“As Niger proved,” Corker noted, “those forces can find themselves in combat at any moment.”
However, appropriating funds to support a particular operation does not constitute “specific authorization” under the WPR.
The practice of using questionable legal logic to justify military operations is not unique to the Trump administration. In fact, our last president engaged in similar maneuvers.
Barack Obama rationalized his use of military force in several countries with reference to the 2001 AUMF, as well as to a second AUMF issued in 2002.
The 2002 AUMF was granted to Bush by Congress specifically to remove Saddam Hussein from Iraq. That license ended once that purpose was accomplished. So, the 2002 AUMF does not provide a legal basis for US combat troops in Niger either.
Ranking committee member Ben Cardin (D-Maryland) stated at the committee hearing that the 2001 and 2002 AUMFs have now become “mere authorities of convenience for presidents to conduct military activities anywhere in the world,” adding, “They should not be used as the legal justification for military activities around the world.”
Cardin said he voted for the 2001 AUMF, and he “and all of us never intended it would still be used to justify the use of military force against ISIS.”
Now Mattis and Tillerson are attempting to rely on the same two AUMFs to justify US military intervention throughout the world. At the hearing, they also cited the president’s powers under Article II of the Constitution.
Article II states, “The President shall be Commander in Chief of the Army and Navy of the United States, and of the Militia of the several States, when called into the actual Service of the United States.” However, Article I specifies that only Congress has the power to declare war. Taken together, the articles convey that the president commands the armed forces once Congress authorizes war.
Under the United Nations Charter, the president can order military interventions, but only in self-defense against an armed attack. That does not apply to the situation in Niger, which was not prosecuted in self-defense in the face of an armed attack against the United States or another UN member nation. Indeed, we have seen no evidence that the people who killed the US troops were with ISIS.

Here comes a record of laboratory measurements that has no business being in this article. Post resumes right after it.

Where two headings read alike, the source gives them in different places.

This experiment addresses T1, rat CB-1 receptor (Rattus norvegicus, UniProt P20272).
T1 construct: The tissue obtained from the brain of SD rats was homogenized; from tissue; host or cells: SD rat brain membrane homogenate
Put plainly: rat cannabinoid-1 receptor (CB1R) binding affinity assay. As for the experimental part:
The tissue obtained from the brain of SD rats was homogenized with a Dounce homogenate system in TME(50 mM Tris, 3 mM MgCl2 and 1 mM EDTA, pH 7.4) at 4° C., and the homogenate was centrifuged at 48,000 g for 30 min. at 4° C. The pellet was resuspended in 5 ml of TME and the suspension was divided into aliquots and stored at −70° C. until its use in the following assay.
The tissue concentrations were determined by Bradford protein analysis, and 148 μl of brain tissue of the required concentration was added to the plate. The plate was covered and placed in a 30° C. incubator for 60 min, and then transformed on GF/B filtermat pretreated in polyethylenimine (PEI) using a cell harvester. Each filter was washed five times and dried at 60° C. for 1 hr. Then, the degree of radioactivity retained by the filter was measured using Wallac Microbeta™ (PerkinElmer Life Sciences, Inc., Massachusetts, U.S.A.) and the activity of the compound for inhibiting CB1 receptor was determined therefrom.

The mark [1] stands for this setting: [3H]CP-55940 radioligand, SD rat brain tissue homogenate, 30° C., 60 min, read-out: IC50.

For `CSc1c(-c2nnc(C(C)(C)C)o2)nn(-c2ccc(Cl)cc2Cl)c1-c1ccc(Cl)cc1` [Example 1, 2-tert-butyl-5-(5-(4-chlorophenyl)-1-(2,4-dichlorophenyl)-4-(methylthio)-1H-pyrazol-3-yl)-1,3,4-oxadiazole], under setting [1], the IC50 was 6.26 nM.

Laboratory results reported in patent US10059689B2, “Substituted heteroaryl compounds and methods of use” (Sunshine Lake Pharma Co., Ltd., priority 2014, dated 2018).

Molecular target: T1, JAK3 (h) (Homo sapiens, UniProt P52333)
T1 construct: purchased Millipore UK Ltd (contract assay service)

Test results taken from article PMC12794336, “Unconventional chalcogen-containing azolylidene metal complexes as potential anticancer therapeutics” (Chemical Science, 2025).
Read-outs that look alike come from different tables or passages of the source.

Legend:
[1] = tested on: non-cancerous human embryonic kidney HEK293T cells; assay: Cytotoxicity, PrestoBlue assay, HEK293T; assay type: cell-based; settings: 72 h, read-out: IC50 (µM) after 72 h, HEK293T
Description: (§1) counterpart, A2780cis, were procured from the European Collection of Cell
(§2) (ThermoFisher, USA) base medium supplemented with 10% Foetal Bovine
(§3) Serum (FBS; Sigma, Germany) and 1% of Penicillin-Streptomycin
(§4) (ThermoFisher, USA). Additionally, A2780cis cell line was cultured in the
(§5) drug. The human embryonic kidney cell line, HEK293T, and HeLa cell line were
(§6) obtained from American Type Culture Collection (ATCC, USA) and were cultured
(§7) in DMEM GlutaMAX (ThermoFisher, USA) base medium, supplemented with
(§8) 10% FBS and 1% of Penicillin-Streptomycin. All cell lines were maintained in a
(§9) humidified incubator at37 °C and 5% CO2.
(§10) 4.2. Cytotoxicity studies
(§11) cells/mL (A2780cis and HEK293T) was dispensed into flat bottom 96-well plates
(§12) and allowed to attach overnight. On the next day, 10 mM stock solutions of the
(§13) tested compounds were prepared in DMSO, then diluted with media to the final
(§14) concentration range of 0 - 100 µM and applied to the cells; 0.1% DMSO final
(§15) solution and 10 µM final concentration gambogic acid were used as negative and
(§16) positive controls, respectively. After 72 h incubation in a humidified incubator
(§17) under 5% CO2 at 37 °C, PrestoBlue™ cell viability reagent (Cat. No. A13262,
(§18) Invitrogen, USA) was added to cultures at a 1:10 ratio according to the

While Mattis and Tillerson maintain that the president already has unfettered power to introduce US troops into hostilities, they testified they would welcome a new AUMF tailored to the use of military force against ISIS. Both secretaries stated that a new AUMF should have no geographical or temporal limitations and the 2001 and 2002 AUMFs should not be repealed until a new one is in place.
In other words, Mattis and Tillerson want Congress to give the president a blank check to make war anytime, anywhere on Earth, as he sees fit. They seek the imprimatur of Congress for perpetual war with the whole world as the president’s battlefield.
However, they are conveniently forgetting that in addition to the WPR, the president must comply with the UN Charter, a treaty the US has ratified. The charter requires that states settle their international disputes peacefully and prohibits the use of military force except in self-defense.
Countries may engage in individual or collective self-defense only in the face of an armed attack. To the extent the United States claims the right to kill suspected terrorists or their allies before they act, there must exist “a necessity of self-defence, instant, overwhelming, leaving no choice of means, and no moment for deliberation,” under the well-established Caroline Case.
The hostilities in Niger that resulted in the deaths of four US troops were not conducted in self-defense. In addition, the deployment of these forces to engage in hostilities was not authorized by any other provision of law, as explained above.
Congress must retain the power to authorize war, which is what the framers intended. They should refrain from relinquishing it to an unpredictable and volatile president.
Marjorie Cohn is professor emerita at Thomas Jefferson School of Law, former president of the National Lawyers Guild, deputy secretary general of the International Association of Democratic Lawyers and a member of the national advisory board of Veterans for Peace. The second, updated edition of her book, Drones and Targeted Killing: Legal, Moral, and Geopolitical Issues, will be published in November. Visit her website: MarjorieCohn.com. Follow her on Twitter: @MarjorieCohn.